2-18-2014 Weekly

  • Our forefathers were kind enough to inspire a holiday that gave markets a three-day weekend, but despite the vicious never-ending winter, activity should heat up this morning, although a direction is not apparent in the early trade.  Last week brought a bond selloff and rate/equity rally as Fed Chair Yellen spoke to the House Financial Services Committee for the first time.  Rates rose roughly 5 bps across the Treasury curve and global equities regained 2-3% in most markets.  The leader of the Federal Reserve plainly conveyed that recent data weakness and equity volatility alone would not be enough to stop the ‘Taper’ at this point, but obviously she is watching the trend and ready to act if the recovery stumbles, or in her words, “the work of making the financial system more robust has not yet been completed.”  The data for the week wasn’t great, frankly, and prognosticators are trying to figure out how much impact is weather-related and how much is a cramped consumer.  Retail sales fell 0.4% MoM and were revised to -0.1% for December, and the core reading ex autos was flat, so all the numbers missed consensus.  Industrial production fell 0.3% MoM when a gain of same magnitude had been expected, jobless claims rose to 339k for the week, and import and export prices remain down YoY despite rising 0.1% and 0.2% MoM, respectively.  It feels like the US is the tail of the dog at the moment, with rocky EM capital markets and Asian policy gyrations.  Overnight, Japan’s central bank doubled the amount of cheap money for banks to lend after their recent GDP report of 1% QoQ annualized missed its 2.8% projection, sending the Nikkei up 3% and weakening the yen.  China is switching between liquidity and tightening policies while bailing out some the nations questionable ‘wealth’ products, which usually present as leveraged real estate or infrastructure bets at first glance.  Commodity markets remain overachievers as we start 2014, with natural gas surging on the coldness and gold and silver springing back somewhat from massive losses in 2013.  The 30-year fixed rate residential mortgage sits at 4.33% currently, 10 bps worse than the recent low but 70 bps higher than a year ago (15-year average is 5.63%, high was 8.27% in 2000).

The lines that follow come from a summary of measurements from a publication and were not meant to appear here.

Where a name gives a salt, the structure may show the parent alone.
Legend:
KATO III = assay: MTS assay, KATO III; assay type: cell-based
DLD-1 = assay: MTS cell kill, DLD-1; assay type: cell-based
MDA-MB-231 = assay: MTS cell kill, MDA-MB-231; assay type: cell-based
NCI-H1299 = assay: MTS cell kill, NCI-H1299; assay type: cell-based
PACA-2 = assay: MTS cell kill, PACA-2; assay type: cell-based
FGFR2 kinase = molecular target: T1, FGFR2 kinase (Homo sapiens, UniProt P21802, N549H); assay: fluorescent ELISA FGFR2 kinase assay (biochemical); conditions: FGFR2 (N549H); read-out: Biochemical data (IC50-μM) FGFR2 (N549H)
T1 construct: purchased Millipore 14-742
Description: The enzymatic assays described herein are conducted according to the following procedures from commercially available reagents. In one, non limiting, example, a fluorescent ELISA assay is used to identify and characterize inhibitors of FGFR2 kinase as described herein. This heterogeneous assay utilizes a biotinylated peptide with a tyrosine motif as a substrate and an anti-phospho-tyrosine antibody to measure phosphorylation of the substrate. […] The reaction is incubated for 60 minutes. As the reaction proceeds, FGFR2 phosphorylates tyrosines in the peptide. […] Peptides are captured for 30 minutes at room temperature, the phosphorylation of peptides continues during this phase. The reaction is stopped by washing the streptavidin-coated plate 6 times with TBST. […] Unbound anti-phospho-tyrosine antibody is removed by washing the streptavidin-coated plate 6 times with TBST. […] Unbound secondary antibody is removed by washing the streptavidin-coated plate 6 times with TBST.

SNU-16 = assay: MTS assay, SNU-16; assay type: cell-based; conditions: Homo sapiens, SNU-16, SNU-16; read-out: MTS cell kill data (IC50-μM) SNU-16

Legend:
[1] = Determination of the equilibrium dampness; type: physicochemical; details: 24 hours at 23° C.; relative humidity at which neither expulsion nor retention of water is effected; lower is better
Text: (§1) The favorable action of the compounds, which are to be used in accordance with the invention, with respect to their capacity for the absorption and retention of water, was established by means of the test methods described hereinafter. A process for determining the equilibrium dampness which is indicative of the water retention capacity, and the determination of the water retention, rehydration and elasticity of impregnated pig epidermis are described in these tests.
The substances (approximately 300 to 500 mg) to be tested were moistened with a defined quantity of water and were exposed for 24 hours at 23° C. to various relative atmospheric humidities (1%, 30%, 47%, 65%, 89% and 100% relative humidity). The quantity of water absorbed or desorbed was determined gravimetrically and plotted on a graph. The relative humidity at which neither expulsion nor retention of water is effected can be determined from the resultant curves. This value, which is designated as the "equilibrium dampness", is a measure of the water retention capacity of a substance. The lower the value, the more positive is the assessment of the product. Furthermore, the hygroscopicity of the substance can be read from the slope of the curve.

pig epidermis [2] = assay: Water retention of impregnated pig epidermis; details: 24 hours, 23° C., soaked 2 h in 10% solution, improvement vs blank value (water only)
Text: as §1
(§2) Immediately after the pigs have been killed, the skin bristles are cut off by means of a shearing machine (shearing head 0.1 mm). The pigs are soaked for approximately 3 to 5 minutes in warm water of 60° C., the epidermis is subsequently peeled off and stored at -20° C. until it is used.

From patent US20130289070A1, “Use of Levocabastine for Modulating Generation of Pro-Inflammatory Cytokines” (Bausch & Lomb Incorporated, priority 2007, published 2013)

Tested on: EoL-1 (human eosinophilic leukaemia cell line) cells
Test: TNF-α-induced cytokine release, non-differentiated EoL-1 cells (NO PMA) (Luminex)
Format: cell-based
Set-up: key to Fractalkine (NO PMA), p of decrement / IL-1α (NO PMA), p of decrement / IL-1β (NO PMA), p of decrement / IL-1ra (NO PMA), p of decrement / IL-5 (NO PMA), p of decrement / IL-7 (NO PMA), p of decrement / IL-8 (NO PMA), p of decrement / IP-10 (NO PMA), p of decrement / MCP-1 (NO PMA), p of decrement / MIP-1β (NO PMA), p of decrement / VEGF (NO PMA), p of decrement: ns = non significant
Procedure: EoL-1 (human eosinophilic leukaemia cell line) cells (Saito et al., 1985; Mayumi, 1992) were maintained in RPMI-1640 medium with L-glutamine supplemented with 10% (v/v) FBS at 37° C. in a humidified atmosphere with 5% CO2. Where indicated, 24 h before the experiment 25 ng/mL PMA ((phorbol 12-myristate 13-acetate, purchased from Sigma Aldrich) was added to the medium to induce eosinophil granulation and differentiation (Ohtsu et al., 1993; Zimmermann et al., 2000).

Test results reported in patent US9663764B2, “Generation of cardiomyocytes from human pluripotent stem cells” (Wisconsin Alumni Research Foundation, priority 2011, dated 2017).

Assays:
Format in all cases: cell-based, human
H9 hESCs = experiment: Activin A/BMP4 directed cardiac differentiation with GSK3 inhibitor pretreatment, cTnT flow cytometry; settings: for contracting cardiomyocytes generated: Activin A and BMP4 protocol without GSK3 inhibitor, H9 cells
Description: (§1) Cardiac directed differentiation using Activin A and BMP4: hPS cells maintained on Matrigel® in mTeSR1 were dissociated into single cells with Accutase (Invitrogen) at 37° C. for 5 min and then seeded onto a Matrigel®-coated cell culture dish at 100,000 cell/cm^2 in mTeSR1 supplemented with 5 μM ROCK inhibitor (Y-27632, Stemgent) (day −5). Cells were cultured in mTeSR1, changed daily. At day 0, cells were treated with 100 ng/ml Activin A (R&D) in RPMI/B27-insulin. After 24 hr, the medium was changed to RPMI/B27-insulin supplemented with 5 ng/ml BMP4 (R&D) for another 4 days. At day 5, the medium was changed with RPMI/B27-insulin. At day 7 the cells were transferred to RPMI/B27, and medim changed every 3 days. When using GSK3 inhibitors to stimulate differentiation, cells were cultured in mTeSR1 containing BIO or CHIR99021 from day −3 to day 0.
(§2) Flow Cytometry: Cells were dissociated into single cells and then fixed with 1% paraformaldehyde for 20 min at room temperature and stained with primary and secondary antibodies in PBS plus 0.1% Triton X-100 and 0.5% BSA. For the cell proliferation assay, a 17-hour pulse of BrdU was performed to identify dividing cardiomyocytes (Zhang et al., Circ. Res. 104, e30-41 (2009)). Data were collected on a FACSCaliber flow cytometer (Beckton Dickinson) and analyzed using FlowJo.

• A fair bit of data will get crammed into the remaining four days of this week plus we see FOMC minutes from Bernanke’s final convention.  Empire State and Philly Fed surveys both are expected to remain positive despite the soft trends in other business indicators, and leading indicators should rise 0.2% MoM when published on Thursday.  Treasury International Capital (TIC) flows just showed a $46 billion outflow of money from long-term US assets in December.  Markets are hopefully that housing will pick up when the weather breaks, but housing starts, the Housing Market Index from homebuilders, and existing home sales could all be weak in the interim.  Consensus says CPI will stay low.

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